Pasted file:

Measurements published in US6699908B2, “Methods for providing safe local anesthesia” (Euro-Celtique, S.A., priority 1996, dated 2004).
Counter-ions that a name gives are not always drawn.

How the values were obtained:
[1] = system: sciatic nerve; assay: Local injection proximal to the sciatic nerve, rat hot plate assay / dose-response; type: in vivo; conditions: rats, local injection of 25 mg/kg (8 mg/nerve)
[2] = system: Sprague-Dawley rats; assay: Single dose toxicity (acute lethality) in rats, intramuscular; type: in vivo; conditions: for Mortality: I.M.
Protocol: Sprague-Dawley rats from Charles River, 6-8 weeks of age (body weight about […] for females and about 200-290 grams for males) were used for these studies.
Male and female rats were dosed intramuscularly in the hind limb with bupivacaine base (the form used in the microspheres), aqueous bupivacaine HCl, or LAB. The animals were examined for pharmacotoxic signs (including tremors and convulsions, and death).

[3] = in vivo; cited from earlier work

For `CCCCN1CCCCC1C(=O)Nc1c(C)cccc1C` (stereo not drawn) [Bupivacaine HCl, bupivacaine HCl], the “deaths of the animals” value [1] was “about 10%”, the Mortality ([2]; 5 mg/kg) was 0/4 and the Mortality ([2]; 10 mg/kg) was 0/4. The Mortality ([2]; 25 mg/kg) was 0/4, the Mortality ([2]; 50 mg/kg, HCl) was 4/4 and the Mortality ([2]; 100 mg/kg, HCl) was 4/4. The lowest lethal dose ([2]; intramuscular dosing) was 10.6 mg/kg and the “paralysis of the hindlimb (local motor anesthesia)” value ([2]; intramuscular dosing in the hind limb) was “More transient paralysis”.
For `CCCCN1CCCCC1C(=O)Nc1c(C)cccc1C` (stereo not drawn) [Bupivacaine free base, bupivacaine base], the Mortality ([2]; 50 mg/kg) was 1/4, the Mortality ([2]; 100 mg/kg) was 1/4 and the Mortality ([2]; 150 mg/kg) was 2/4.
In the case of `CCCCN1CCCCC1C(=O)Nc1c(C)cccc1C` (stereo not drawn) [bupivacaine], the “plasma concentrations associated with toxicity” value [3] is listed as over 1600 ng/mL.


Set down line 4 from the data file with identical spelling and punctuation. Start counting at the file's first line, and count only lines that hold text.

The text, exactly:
[1] = system: sciatic nerve; assay: Local injection proximal to the sciatic nerve, rat hot plate assay / dose-response; type: in vivo; conditions: rats, local injection of 25 mg/kg (8 mg/nerve)